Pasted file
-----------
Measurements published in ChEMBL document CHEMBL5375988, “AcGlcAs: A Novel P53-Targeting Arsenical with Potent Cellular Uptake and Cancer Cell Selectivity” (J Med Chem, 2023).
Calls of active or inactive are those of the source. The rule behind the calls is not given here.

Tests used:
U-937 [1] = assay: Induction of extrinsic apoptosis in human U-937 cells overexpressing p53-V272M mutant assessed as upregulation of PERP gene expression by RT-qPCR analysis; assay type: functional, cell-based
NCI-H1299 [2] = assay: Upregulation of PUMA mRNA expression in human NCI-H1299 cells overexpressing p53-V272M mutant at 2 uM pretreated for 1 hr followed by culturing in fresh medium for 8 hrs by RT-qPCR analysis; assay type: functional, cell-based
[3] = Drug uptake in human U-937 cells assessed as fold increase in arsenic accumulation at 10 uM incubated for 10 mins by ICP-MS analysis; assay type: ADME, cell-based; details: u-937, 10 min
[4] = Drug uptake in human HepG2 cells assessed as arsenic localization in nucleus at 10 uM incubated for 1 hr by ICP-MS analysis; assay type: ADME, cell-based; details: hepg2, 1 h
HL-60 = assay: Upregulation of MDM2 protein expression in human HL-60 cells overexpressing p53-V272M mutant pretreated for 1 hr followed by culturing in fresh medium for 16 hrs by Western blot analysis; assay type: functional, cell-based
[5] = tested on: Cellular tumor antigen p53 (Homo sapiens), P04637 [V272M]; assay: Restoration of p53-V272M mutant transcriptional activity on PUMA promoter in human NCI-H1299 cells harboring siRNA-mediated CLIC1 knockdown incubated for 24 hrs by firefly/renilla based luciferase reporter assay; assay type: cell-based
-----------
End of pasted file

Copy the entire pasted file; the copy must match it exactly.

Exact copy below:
Measurements published in ChEMBL document CHEMBL5375988, “AcGlcAs: A Novel P53-Targeting Arsenical with Potent Cellular Uptake and Cancer Cell Selectivity” (J Med Chem, 2023).
Calls of active or inactive are those of the source. The rule behind the calls is not given here.

Tests used:
U-937 [1] = assay: Induction of extrinsic apoptosis in human U-937 cells overexpressing p53-V272M mutant assessed as upregulation of PERP gene expression by RT-qPCR analysis; assay type: functional, cell-based
NCI-H1299 [2] = assay: Upregulation of PUMA mRNA expression in human NCI-H1299 cells overexpressing p53-V272M mutant at 2 uM pretreated for 1 hr followed by culturing in fresh medium for 8 hrs by RT-qPCR analysis; assay type: functional, cell-based
[3] = Drug uptake in human U-937 cells assessed as fold increase in arsenic accumulation at 10 uM incubated for 10 mins by ICP-MS analysis; assay type: ADME, cell-based; details: u-937, 10 min
[4] = Drug uptake in human HepG2 cells assessed as arsenic localization in nucleus at 10 uM incubated for 1 hr by ICP-MS analysis; assay type: ADME, cell-based; details: hepg2, 1 h
HL-60 = assay: Upregulation of MDM2 protein expression in human HL-60 cells overexpressing p53-V272M mutant pretreated for 1 hr followed by culturing in fresh medium for 16 hrs by Western blot analysis; assay type: functional, cell-based
[5] = tested on: Cellular tumor antigen p53 (Homo sapiens), P04637 [V272M]; assay: Restoration of p53-V272M mutant transcriptional activity on PUMA promoter in human NCI-H1299 cells harboring siRNA-mediated CLIC1 knockdown incubated for 24 hrs by firefly/renilla based luciferase reporter assay; assay type: cell-based